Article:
Family Parenting

Divorce and Co-parenting: putting your child first

Divorce adds a lot of strain to a family and it is never fun. It is important for parents to emphasize their love and agree to be united when it comes to their children. They must come first. One way to do this is through co-parenting. Co-parenting occurs when divorced parents intentionally create a parenting plan that puts the needs of the children ahead of the needs of the parents.  The parents go beyond whatever the court has ordered, and sit down together and purposefully plan how they will parent their children.  In addition to visitation and holidays, a co-parenting plan includes several rules for dealing with issues. Check out to talk with the best lawyers in town.

The child is never put in the middle, between the parents.

That means that the parents must communicate directly and often, no matter how uncomfortable that is.  The child must never carry information from one parent to the other.  The parents must talk frequent so that both know what is going on with the child, and what is going on in both families. 

The child’s relationship with each parent is supported and encouraged.

Parents do not try to one-up each other or curry favor with the child.  They don’t denigrate or criticize each other, either, and they don’t allow the children to criticize the other parent.  A co-parenting agreement should state that both parents will respect the child’s relationship with the other parent.  Issues between the parents stay between the parents and are not discussed in front of the children.

Boundaries and rules are agreed upon and enforced in both households.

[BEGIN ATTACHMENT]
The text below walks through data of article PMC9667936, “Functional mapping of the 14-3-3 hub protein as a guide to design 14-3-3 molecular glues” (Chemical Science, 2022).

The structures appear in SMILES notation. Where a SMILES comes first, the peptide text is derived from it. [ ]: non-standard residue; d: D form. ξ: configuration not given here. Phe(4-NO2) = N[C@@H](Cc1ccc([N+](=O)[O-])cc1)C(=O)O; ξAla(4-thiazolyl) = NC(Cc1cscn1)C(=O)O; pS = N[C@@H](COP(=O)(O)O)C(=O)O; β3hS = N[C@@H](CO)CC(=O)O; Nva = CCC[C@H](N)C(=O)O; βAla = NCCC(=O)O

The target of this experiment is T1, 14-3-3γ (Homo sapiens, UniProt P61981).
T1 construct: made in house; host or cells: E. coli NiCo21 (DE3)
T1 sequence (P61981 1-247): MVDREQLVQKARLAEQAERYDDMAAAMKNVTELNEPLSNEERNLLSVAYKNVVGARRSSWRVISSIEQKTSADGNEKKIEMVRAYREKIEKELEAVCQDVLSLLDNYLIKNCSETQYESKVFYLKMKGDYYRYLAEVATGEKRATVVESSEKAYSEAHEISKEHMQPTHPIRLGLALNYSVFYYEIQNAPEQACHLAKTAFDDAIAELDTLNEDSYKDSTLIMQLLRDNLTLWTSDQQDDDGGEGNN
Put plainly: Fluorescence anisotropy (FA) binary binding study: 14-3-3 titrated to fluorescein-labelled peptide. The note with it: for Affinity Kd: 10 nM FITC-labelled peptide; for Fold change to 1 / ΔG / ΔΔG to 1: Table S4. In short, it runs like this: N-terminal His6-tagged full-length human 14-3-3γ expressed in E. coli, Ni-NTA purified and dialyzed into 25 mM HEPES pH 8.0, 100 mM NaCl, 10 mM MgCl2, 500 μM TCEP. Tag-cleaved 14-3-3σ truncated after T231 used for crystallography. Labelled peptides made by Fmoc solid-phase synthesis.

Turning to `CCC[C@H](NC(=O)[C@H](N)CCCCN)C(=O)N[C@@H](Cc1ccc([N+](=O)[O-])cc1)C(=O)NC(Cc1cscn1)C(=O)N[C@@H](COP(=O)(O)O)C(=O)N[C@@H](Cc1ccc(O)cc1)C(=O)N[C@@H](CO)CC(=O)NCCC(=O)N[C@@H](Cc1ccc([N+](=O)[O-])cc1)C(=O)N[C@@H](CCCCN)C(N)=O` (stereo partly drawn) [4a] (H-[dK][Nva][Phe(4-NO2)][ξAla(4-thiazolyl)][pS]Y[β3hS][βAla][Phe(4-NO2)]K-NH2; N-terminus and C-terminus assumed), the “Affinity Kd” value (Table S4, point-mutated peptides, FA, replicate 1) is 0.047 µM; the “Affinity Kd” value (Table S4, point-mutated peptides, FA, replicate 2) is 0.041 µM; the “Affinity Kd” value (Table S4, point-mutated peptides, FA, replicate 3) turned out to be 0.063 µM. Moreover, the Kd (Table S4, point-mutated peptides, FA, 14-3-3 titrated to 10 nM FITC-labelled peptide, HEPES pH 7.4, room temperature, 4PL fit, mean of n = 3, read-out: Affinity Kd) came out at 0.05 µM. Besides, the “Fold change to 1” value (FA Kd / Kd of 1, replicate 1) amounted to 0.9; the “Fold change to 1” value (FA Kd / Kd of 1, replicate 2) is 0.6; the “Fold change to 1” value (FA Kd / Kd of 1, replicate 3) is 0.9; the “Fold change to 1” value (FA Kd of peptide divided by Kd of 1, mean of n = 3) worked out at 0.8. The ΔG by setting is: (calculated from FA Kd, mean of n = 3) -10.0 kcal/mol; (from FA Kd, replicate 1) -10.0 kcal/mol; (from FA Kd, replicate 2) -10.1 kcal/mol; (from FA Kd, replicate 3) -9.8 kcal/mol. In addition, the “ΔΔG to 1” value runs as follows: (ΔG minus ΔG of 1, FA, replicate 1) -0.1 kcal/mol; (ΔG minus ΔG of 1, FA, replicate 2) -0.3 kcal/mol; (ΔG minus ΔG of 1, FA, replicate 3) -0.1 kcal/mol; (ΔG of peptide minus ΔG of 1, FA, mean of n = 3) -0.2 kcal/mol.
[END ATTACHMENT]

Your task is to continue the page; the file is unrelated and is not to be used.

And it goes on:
Bedtimes, TV limits, when friends can stay over…all the rules that were in force when the family lived in one household have to be renegotiated and reinforced.  Keeping them consistent in both households gives the children more stability and security. 

Both parents discuss any discipline issues.

Children will push the limits of this new situation, they will try to play the parents off against each other and they will act out.  The parents must communicate frequently about any behavior issues the child has.  They must agree on appropriate discipline and both parents must enforce the discipline.  If Annie is grounded for a week for putting gravy in Dad’s fishbowl, Mom has to be aware of what happened, and Annie has to be grounded at Mom’s house, too.

Co-parenting allows the children in a divorce to remain children.  It minimizes the disruption the children experience and allows them to heal from the divorce more quickly.  It establishes and enforces healthy boundaries and ensures consistent rules and discipline.  It costs the parents emotionally because they must set their differences aside in order to put the needs of their children first, and it’s a bit hectic.  When parents divorce, co-parenting assures the best possible outcome for their children.

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